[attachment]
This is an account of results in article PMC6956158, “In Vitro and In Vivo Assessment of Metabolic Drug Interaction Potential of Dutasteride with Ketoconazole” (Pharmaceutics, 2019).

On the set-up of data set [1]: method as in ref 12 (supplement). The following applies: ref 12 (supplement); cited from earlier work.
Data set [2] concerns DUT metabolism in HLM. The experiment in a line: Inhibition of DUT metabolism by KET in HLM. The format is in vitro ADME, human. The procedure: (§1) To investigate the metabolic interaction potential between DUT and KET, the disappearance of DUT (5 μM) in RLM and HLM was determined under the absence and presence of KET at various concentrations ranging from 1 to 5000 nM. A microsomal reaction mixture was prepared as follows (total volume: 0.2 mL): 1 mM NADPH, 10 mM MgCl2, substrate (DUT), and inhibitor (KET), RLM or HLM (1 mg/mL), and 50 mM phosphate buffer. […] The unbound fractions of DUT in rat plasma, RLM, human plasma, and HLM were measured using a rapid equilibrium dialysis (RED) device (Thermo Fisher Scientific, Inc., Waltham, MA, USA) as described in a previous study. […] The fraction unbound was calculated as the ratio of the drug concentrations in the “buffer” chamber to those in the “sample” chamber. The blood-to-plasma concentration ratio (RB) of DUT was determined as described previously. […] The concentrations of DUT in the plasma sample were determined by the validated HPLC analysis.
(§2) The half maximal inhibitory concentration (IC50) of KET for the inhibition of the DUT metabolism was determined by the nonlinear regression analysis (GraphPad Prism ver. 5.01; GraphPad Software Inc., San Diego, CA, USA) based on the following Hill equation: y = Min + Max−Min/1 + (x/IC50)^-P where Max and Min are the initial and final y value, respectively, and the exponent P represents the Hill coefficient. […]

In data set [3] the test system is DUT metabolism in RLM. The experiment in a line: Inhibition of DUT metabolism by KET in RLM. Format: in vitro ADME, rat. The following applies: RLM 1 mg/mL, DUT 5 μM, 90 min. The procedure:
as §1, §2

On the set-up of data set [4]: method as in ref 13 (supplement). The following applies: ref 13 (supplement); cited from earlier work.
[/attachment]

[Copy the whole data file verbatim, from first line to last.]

This is an account of results in article PMC6956158, “In Vitro and In Vivo Assessment of Metabolic Drug Interaction Potential of Dutasteride with Ketoconazole” (Pharmaceutics, 2019).

On the set-up of data set [1]: method as in ref 12 (supplement). The following applies: ref 12 (supplement); cited from earlier work.
Data set [2] concerns DUT metabolism in HLM. The experiment in a line: Inhibition of DUT metabolism by KET in HLM. The format is in vitro ADME, human. The procedure: (§1) To investigate the metabolic interaction potential between DUT and KET, the disappearance of DUT (5 μM) in RLM and HLM was determined under the absence and presence of KET at various concentrations ranging from 1 to 5000 nM. A microsomal reaction mixture was prepared as follows (total volume: 0.2 mL): 1 mM NADPH, 10 mM MgCl2, substrate (DUT), and inhibitor (KET), RLM or HLM (1 mg/mL), and 50 mM phosphate buffer. […] The unbound fractions of DUT in rat plasma, RLM, human plasma, and HLM were measured using a rapid equilibrium dialysis (RED) device (Thermo Fisher Scientific, Inc., Waltham, MA, USA) as described in a previous study. […] The fraction unbound was calculated as the ratio of the drug concentrations in the “buffer” chamber to those in the “sample” chamber. The blood-to-plasma concentration ratio (RB) of DUT was determined as described previously. […] The concentrations of DUT in the plasma sample were determined by the validated HPLC analysis.
(§2) The half maximal inhibitory concentration (IC50) of KET for the inhibition of the DUT metabolism was determined by the nonlinear regression analysis (GraphPad Prism ver. 5.01; GraphPad Software Inc., San Diego, CA, USA) based on the following Hill equation: y = Min + Max−Min/1 + (x/IC50)^-P where Max and Min are the initial and final y value, respectively, and the exponent P represents the Hill coefficient. […]

In data set [3] the test system is DUT metabolism in RLM. The experiment in a line: Inhibition of DUT metabolism by KET in RLM. Format: in vitro ADME, rat. The following applies: RLM 1 mg/mL, DUT 5 μM, 90 min. The procedure:
as §1, §2

On the set-up of data set [4]: method as in ref 13 (supplement). The following applies: ref 13 (supplement); cited from earlier work.